That setting only sizes the window that mirrors your view on the desktop, and has nothing to do with what you get in the headset.
Resolution settings in the various stages along the VR pipeline do not “interact”, as such - they are just “inherited” from start- to end point:
The resulting resolution given by your PiTool settings (Quality, and PP on/off), is the headset resolution piserver tells to SteamVR…
SteamVR then applies its own modifying factors (global and per-game) on this, producing the resolution it recommends the game to use (…which the game is perfectly free to ignore, and which e.g. many UnrealEngine4-based games infamously do).
The game in turn can multiply the size of the bitmap rendered, as recommended to it by SteamVR, using its own “HMD Quality” setting.
The frame pair, information on how large they ended up, attached, is then handed back down the line, from the game, thru SteamVR (…which may add some overlays, if active)…
…to Piserver, which pre-distorts them, so that they come out right when being seen through the opposite distortion caused by the HMD lenses; Resampling them for native screen output in the process (possibly with optimised texture filtering depending either dynamically determined on the the size of the incoming frames, or on the Pitool Quality setting at the bottom of the stack, but this possibility has only ever been implied, so how knows). .
Elite also has a “Supersamling” setting, which basically (…for this game - others titles may call things differently) does the same thing as “HMD Quality” - rendering smaller or larger images than requested, but, crucially, resamples to the requested resolution on its own, before handing the finished frame pair over to SteamVR. This means any extra detail rendered will be “baked in” into the picture, so to speak, and can therefore detrimentally not be of benefit when piserver does its pre-distortion pass (it is locked in place as a downsampled part of a certain texel, and can not be spatially moved individually, to its new location on the output bitmap, which loses some precision).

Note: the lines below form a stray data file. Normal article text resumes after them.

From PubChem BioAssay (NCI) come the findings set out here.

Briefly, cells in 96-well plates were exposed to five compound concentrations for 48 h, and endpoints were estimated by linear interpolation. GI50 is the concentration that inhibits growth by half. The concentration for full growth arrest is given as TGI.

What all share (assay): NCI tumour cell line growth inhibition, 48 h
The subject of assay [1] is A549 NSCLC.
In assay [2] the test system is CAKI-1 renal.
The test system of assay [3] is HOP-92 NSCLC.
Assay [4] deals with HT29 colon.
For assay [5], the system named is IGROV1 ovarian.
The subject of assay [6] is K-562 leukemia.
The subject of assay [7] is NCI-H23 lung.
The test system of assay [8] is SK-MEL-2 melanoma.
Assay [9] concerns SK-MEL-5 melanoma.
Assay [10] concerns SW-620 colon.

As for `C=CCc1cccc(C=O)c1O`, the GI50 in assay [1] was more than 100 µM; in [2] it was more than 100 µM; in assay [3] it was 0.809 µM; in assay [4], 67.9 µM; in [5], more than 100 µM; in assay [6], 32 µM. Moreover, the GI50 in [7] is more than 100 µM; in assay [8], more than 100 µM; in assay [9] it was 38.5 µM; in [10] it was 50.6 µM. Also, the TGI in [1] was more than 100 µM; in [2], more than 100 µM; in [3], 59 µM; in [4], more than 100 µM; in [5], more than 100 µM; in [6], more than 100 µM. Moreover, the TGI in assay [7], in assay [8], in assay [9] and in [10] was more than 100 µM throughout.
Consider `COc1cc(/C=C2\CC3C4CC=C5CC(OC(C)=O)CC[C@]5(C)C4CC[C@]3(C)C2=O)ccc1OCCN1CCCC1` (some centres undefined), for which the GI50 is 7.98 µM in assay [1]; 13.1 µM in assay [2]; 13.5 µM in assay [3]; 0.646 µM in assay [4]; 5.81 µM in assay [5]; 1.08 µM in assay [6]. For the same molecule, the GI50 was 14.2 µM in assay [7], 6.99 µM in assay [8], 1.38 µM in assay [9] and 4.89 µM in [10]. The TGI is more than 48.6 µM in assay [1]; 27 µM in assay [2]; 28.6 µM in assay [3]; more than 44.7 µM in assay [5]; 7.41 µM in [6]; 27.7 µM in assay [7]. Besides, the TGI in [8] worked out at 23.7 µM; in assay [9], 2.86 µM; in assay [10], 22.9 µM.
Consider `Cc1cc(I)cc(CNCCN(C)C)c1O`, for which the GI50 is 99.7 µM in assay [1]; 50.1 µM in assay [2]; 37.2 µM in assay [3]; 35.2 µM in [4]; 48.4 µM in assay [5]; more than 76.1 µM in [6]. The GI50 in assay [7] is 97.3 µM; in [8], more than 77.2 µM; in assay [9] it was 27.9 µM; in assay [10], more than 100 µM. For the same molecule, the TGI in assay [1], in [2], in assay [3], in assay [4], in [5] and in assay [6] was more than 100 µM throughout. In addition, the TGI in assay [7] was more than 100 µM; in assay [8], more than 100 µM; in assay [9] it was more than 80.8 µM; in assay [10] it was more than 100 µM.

That said: This ED option; “supersampling” (…other than it working when playing on a monitor as well…) does have its place, because most fast sampling algorithms will get to the point where they start to skip source-image pixels, if their incoming source pictures are overly large - often around the region where the input is twice the size (twice width and height - not twice the area) of the output.
If one’s final render resolution (PiQ x SteamVR x HMDQ) surpasses that size, more detail will be preserved, rather than rendered and then just discarded, if pre-sampled-down to the 2x point, before we get to the final resampling step to native screens.
In the past, some have actually professed a preference for using the slight blurring cused by using a little bit of the Elite Dangerous “supersampling” (typically a value less than 1, rendering smaller images, which are then up-scaled" to game output resolution (which may include a countering greater than 1 HMDQ), to somewhat blur out the strong aliasing associated with the game.
I’ve never agreed with this myself, hating blur even more than I do aliasing, but may have to reconsider my stance come ED:Odyssey, some of whose new distant terrain detailing comes very high in both frequency and amplitude, which (at least in the alpha - we’ll se about release) produced a lot of discretely light and dark pixels blinking in- and out in a ludicrous turmoil of aliasing, as one flew over it - here I found that tuning down some of one’s HMDQ, and bringing in a bit of SS in its place, produced some more natural-looking mid tones, and began to eliminate the sense that the ground looked like TV static.